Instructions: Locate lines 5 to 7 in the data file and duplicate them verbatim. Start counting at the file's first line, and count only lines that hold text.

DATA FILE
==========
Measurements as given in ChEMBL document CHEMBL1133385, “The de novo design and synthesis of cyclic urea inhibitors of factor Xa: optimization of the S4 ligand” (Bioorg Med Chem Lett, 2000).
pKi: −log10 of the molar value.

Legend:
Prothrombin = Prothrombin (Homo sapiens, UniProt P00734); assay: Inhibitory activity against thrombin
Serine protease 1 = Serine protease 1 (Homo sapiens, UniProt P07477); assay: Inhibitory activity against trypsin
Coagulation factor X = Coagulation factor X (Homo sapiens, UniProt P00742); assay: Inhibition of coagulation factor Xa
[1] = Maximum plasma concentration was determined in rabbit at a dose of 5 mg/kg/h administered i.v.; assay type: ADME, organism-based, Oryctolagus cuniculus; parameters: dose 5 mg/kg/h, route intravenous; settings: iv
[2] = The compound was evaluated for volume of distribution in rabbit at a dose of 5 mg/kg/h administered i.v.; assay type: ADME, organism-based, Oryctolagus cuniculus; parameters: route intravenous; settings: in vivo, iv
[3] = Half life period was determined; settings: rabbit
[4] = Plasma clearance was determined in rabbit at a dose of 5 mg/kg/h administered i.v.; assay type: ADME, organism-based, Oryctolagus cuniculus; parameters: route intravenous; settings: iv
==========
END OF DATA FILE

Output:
Serine protease 1 = Serine protease 1 (Homo sapiens, UniProt P07477); assay: Inhibitory activity against trypsin
Coagulation factor X = Coagulation factor X (Homo sapiens, UniProt P00742); assay: Inhibition of coagulation factor Xa
[1] = Maximum plasma concentration was determined in rabbit at a dose of 5 mg/kg/h administered i.v.; assay type: ADME, organism-based, Oryctolagus cuniculus; parameters: dose 5 mg/kg/h, route intravenous; settings: iv